Tuesday, December 13, 2011

Happy St. Lucia Day!

Happy St. Lucia Day, December 13th. 

This day dedicated to the Sicilian martyr St. Lucy, and is traditionally celebrated in Scandinavian countries and Italy on December 13th, and represents the start of the holiday season. 
It is sometimes called the Festival Of Lights because the girls dress up in the community to give out food/drink or as a procession. Boys sometimes get involved, dressed in white (s0metimes red) with a cone hat and are called "Star boys". 
The Legend
Saint Lucia was Italian, a Sicilian martyr. So how did an Italian girl-turned-saint come to be honored in Sweden? There are various stories about Lucia with one basic storyline - her father dies, her mother is ill and is healed and they become Christians, that Lucia devotes herself to her faith and brings food and drink to Christians in hiding, and later she refuses to marry a pagan suitor that her father had arranged, she is sentenced and killed for the marriage refusal and acknowledgement of her Christianity beliefs, which was illegal. 

One of the most common story is as follows: Lucia was born of wealthy, noble parents about 283 AD in Syracuse, Sicily. Her father died when she was very young. When her mother fell ill and her death appeared imminent, the desperate Lucia took her on a pilgrimage to the tomb of Saint Agatha, where miraculous healings were rumored to take place. An angel appeared to her in a dream beside the shrine and she refused to compromise her virginity in marriage. The mother was healed and both women became Christians. Together they pledged to use their wealth to help the sick and the poor.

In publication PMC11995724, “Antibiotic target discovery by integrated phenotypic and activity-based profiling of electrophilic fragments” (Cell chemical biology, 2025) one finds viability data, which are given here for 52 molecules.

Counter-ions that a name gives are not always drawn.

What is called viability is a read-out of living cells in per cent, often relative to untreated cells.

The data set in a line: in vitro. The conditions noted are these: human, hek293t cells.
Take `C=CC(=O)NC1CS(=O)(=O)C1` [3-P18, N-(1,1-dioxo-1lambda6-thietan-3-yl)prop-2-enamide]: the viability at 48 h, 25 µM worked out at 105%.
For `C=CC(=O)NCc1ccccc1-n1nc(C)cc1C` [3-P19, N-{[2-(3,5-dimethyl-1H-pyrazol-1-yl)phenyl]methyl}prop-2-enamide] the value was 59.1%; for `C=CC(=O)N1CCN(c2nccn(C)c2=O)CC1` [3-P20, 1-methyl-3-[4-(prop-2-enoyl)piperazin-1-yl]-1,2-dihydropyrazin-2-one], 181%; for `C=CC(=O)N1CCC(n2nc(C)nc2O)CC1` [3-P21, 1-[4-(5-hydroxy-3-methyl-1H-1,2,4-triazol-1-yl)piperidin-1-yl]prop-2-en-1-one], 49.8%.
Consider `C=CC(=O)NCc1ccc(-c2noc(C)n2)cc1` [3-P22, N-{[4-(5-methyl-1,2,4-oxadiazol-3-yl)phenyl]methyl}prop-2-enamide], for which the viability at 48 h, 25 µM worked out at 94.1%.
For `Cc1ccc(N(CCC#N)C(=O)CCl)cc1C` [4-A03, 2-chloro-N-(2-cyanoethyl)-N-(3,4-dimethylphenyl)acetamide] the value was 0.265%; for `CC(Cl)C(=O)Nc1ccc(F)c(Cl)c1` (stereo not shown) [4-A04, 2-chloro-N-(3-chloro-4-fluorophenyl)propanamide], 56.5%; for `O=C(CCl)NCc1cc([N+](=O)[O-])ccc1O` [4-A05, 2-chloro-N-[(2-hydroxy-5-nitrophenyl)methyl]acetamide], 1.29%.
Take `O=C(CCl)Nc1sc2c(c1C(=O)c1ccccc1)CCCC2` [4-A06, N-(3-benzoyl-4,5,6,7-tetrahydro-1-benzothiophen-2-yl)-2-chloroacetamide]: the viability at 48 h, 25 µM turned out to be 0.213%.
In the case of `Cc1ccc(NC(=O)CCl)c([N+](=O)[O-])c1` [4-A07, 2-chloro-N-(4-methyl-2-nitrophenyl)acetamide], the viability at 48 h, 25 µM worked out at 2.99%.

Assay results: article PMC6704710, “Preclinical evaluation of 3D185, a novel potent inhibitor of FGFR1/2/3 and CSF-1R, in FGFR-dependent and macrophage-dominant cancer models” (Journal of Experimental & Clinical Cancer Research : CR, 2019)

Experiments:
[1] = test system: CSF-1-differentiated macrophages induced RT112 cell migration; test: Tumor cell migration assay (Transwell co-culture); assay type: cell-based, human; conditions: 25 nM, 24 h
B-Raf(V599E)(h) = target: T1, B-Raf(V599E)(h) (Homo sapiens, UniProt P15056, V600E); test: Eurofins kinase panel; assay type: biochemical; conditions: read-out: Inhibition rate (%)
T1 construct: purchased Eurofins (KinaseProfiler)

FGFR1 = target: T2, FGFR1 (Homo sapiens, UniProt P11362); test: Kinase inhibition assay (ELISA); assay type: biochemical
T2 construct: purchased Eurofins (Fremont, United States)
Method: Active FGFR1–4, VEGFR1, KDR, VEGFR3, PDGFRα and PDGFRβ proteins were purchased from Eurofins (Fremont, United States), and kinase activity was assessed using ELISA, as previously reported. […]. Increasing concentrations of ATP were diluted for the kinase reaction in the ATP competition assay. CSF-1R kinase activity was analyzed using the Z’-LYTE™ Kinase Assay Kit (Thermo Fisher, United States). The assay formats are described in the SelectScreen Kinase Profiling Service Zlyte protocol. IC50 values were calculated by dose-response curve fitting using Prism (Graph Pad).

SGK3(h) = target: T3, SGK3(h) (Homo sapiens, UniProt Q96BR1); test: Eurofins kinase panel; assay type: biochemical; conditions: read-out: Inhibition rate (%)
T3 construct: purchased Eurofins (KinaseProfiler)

Meanwhile, at the time, Sicily was under the rule of an emperor, and Christianity was forbidden in favor of pagan gods. But the devout young Sicilian virgin held to her faith and distributed food to the homeless and starving.
Many of those poor families sought refuge in caves, and at night, Lucia would make her way through the passageways with armfuls of bread, food and drink and supplies. She wore a crown of candles on her head to light the way, leaving her hands free to carry the food and supplies.
Lucia vowed to remain a virgin. But before her father died, he had arranged her marriage into a pagan family, a deal that Lucia had no intention of honoring. Her betrothed, however, demanded her hand as his bride. In a rage, the suitor took his revenge and reported Lucia's Christian faith to the Roman officials. On Dec. 13, 304 AD, Lucia was led before a court where she was sentenced. She was tortured, the guards dragged her away with great difficulty, poked out her eyes, tried to burn her at the stake per the court order and she was finally killed by the sword in the throat of one of the soldiers to stop her from talking to the crowd. 

Later she was venerated as a martyr and saint, and the day of her death, Dec. 13, was named Saint Lucia's Day.
As Christianity spread through Europe and into Scandinavia, though, the pagan celebration of Winter Solstice had to be replaced with a Christian celebration. In keeping with "timing is everything," winter solstice happened to fall on Dec. 13, so Saint Lucia was the natural replacement holiday choice.